Risk factors for carpal tunnel syndrome and median neuropathy in a working population

J Occup Environ Med. 2008 Dec;50(12):1355-64. doi: 10.1097/JOM.0b013e3181845fb1.

Abstract

Objective: To assess whether work-related physical activities are associated with Carpal tunnel syndrome (CTS), even when controlling for personal risk factors.

Methods: A cross-sectional assessment of 1108 workers from eight employers and three unions completed nerve conduction testing, physical examination, and questionnaires. CTS was defined by median neuropathy and associated symptoms.

Results: Eighteen workers had CTS and 131 had evidence of median neuropathy. CTS was highest among construction workers (3.0%) compared to other subjects (<1%). Logistic regression models for median neuropathy both personal and work-related risk factors. Work-related exposures were estimated by two methods: self-report and job title based ratings.

Conclusions: Both work and personal factors mediated median nerve impairment. Construction workers are at an increased risk of CTS so awareness should be raised and interventions should specifically target this risk group.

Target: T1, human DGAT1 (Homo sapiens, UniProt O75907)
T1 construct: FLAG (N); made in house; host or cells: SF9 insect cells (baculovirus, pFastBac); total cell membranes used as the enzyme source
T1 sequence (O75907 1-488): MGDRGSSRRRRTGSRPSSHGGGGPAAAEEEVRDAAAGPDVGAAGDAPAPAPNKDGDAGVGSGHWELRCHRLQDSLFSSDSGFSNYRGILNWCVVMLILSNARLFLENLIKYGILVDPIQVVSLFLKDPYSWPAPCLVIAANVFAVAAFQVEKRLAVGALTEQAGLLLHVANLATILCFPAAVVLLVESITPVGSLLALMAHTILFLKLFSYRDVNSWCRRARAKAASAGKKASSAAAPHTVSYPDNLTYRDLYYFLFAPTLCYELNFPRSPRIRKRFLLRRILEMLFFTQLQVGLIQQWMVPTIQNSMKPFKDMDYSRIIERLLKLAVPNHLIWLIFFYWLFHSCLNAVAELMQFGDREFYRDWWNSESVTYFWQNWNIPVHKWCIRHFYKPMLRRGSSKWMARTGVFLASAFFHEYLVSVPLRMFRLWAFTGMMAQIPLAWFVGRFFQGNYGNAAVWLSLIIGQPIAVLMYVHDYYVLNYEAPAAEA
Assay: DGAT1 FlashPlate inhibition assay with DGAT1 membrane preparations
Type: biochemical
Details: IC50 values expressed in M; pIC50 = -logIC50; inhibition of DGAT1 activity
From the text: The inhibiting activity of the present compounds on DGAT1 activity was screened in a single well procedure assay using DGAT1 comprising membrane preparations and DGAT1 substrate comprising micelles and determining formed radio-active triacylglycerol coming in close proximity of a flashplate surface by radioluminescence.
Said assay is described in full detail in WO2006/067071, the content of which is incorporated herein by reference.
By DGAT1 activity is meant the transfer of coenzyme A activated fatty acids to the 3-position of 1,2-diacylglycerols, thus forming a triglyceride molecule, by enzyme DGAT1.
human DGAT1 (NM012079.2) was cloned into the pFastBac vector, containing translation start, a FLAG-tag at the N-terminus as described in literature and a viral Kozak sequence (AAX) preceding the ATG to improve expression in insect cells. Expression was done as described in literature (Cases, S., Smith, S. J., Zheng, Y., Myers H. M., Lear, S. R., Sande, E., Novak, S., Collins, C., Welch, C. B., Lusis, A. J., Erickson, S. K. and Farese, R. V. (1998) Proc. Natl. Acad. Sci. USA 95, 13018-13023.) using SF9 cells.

Publication types

  • Research Support, U.S. Gov't, P.H.S.

MeSH terms

  • Adolescent
  • Adult
  • Aged
  • Carpal Tunnel Syndrome / epidemiology*
  • Carpal Tunnel Syndrome / etiology
  • Cross-Sectional Studies
  • Female
  • Humans
  • Logistic Models
  • Male
  • Median Neuropathy / epidemiology*
  • Median Neuropathy / etiology
  • Middle Aged
  • Missouri / epidemiology
  • Motor Activity
  • Occupational Diseases / epidemiology*
  • Occupational Diseases / etiology
  • Occupational Exposure / adverse effects*
  • Occupations
  • Prevalence
  • Risk Factors
  • Sex Distribution
  • Surveys and Questionnaires